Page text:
Granting multi-franchises is a method of expanding a franchise network whereby a franchisor grants a single franchisee the right to own and operate multiple franchises.
Unlike a master franchise (which allows the master franchisee to grant sub-franchises in turn), in a multi-franchise, the multi-franchisee must own and operate, directly or through subsidiaries, all of its franchised businesses.
Over the past decade, multi-franchising has grown dramatically in the United States. Some research estimates that the number of U.S. multi-franchisees has grown from 34,462 in 2010 to more than 43,200 in 2018, and that, as of 2018, these multi-franchisees operated more than half (approximately 54%) of the 450,000 franchised locations operating in the United States.
Also in the U.S., some franchisors and franchise experts consider multi-franchising as the best way to develop a franchise network.
Is this really the case?
Indeed, multi-franchising has undeniable advantages.
Among other things, multi-franchising makes it possible to recruit franchisees with greater resources, reduces the number of franchisees to be recruited, offers an avenue of development within the network for successful and ambitious franchisees, reduces the need for training and support at the opening of each new franchise establishment (after the first one) and limits the number of franchisees to be managed.
Multi-franchising is particularly, but not only, used to develop a network in a new market (e.g., a city or region) where the franchisor wishes to expand. In such a context, the multi-franchisee may be granted exclusive development rights in that market in exchange for performance commitments and development quotas in its market, particularly in terms of the minimum number of franchised establishments to be opened and maintained in operation according to a schedule agreed upon with the franchisor.
On the other hand, multi-franchising also raises certain risks and issues that the franchisor must carefully consider before committing to this approach.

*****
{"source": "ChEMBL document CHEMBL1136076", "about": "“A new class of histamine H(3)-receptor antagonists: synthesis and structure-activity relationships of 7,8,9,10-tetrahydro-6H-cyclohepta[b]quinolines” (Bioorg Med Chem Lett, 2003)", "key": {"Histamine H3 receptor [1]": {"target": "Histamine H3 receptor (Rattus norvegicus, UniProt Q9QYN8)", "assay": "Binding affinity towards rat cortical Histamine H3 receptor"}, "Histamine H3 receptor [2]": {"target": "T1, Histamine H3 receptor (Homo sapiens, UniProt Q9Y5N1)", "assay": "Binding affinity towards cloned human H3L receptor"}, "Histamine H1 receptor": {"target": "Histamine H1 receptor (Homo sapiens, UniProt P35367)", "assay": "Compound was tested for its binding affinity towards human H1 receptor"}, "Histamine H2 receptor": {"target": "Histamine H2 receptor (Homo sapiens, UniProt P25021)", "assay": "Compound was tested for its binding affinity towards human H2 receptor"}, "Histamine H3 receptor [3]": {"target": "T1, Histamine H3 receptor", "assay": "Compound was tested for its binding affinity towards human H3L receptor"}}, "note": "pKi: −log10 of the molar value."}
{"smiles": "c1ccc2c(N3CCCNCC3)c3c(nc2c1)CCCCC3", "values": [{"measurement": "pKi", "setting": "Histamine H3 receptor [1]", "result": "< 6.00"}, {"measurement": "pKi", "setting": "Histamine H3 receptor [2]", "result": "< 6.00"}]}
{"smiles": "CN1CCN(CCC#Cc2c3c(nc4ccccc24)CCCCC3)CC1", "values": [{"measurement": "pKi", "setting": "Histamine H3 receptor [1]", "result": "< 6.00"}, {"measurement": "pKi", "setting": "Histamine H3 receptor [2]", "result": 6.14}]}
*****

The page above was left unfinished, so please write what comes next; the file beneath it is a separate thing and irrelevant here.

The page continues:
Here are, according to our experience, some of its main issues (or risks):
- It multiplies by the number of locations held by a multi-franchisee the magnitude of the risk in the event of problems with that multi-franchisee as well as in the event that the multi-franchisee experiences financial or management difficulties;
- It has the potential to create tension in the network by creating two classes of franchisees, individual franchisees and multi-franchisees, who may have very different skills, resources and objectives;
- It may also limit or slow down the development of the network in a market exclusively awarded to a multi-franchisee, including in the event that, for whatever reason, the multi-franchisee does not meet its development objectives; and
- It also raises relatively complex issues in the event that the multi-franchisee does not meet its performance and development objectives. For example, what happens if the franchisor withdraws the Multi-Franchisee's territorial exclusivity? How can a new franchisee truly take its place in a market where several franchised locations are already owned by a single franchisee?
The management of the relationship between a franchisor and a multi-franchisee is different from that between a franchisor and an individual franchisee. These differences will become more pronounced as the number of franchises held by a single multi-franchisee increases.
The franchisor must therefore be able to manage these two types of relationships in a parallel manner and ensure cohesion within its network of both individual and multi-franchisees.
Here are some of the best practices recommended for any franchisor considering multi-franchisees
Be careful in selecting your multi-franchisees
The characteristics, skills and resources required of a multi-franchisee are very different from those required of an individual franchisee.
The franchisor must therefore adapt its franchisee selection process to take into account and properly evaluate these differences.
In particular, if a potential multi-franchisee is already a franchisee of the network, it is still appropriate to re-evaluate his or her skills, abilities and resources as a multi-franchisee.
Unfortunately, some franchisors have learned the hard way that a successful franchisee running one franchised business may not be able to manage several.
Provide for a trial period
Especially in the situation where the new multi-franchisee is not already a franchisee of the network, it may be important to provide a trial period before granting a multi-franchise, and even more so when the multi-franchise includes territorial exclusivity.
This trial period may consist of the granting of an individual franchise that the new franchisee will have to open and operate successfully for a certain period of time before the franchisor commits to granting him a multi-franchise.